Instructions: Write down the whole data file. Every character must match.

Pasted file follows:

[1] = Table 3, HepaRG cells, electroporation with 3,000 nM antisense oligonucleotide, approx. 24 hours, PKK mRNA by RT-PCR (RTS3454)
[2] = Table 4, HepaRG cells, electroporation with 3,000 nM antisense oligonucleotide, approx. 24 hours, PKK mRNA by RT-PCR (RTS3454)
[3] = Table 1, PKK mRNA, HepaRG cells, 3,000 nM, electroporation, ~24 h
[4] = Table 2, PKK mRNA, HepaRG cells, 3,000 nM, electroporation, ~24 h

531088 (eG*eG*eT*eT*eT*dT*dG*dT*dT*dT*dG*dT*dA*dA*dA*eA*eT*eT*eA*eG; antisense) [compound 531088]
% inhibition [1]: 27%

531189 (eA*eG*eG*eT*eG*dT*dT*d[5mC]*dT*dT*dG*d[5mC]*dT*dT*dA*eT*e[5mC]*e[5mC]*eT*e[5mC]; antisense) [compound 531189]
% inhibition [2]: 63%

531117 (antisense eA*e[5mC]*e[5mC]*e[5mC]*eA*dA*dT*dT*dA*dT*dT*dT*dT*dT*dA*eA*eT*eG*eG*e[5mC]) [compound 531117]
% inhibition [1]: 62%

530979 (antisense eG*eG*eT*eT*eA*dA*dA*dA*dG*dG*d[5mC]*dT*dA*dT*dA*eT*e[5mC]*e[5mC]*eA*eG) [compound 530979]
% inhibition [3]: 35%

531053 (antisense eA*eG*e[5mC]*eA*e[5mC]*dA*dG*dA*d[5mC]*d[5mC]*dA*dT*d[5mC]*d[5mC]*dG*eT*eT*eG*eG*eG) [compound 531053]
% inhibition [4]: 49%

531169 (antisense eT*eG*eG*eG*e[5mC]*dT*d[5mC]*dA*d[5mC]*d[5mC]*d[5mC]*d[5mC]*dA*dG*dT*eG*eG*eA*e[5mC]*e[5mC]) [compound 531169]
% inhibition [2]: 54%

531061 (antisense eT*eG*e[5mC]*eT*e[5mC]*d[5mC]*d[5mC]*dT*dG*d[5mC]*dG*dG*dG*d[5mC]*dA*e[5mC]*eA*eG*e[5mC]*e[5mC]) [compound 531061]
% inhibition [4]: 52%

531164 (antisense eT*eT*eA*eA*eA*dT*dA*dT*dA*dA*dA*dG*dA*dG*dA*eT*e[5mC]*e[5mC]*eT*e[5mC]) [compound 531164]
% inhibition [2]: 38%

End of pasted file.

[1] = Table 3, HepaRG cells, electroporation with 3,000 nM antisense oligonucleotide, approx. 24 hours, PKK mRNA by RT-PCR (RTS3454)
[2] = Table 4, HepaRG cells, electroporation with 3,000 nM antisense oligonucleotide, approx. 24 hours, PKK mRNA by RT-PCR (RTS3454)
[3] = Table 1, PKK mRNA, HepaRG cells, 3,000 nM, electroporation, ~24 h
[4] = Table 2, PKK mRNA, HepaRG cells, 3,000 nM, electroporation, ~24 h

531088 (eG*eG*eT*eT*eT*dT*dG*dT*dT*dT*dG*dT*dA*dA*dA*eA*eT*eT*eA*eG; antisense) [compound 531088]
% inhibition [1]: 27%

531189 (eA*eG*eG*eT*eG*dT*dT*d[5mC]*dT*dT*dG*d[5mC]*dT*dT*dA*eT*e[5mC]*e[5mC]*eT*e[5mC]; antisense) [compound 531189]
% inhibition [2]: 63%

531117 (antisense eA*e[5mC]*e[5mC]*e[5mC]*eA*dA*dT*dT*dA*dT*dT*dT*dT*dT*dA*eA*eT*eG*eG*e[5mC]) [compound 531117]
% inhibition [1]: 62%

530979 (antisense eG*eG*eT*eT*eA*dA*dA*dA*dG*dG*d[5mC]*dT*dA*dT*dA*eT*e[5mC]*e[5mC]*eA*eG) [compound 530979]
% inhibition [3]: 35%

531053 (antisense eA*eG*e[5mC]*eA*e[5mC]*dA*dG*dA*d[5mC]*d[5mC]*dA*dT*d[5mC]*d[5mC]*dG*eT*eT*eG*eG*eG) [compound 531053]
% inhibition [4]: 49%

531169 (antisense eT*eG*eG*eG*e[5mC]*dT*d[5mC]*dA*d[5mC]*d[5mC]*d[5mC]*d[5mC]*dA*dG*dT*eG*eG*eA*e[5mC]*e[5mC]) [compound 531169]
% inhibition [2]: 54%

531061 (antisense eT*eG*e[5mC]*eT*e[5mC]*d[5mC]*d[5mC]*dT*dG*d[5mC]*dG*dG*dG*d[5mC]*dA*e[5mC]*eA*eG*e[5mC]*e[5mC]) [compound 531061]
% inhibition [4]: 52%

531164 (antisense eT*eT*eA*eA*eA*dT*dA*dT*dA*dA*dA*dG*dA*dG*dA*eT*e[5mC]*e[5mC]*eT*e[5mC]) [compound 531164]
% inhibition [2]: 38%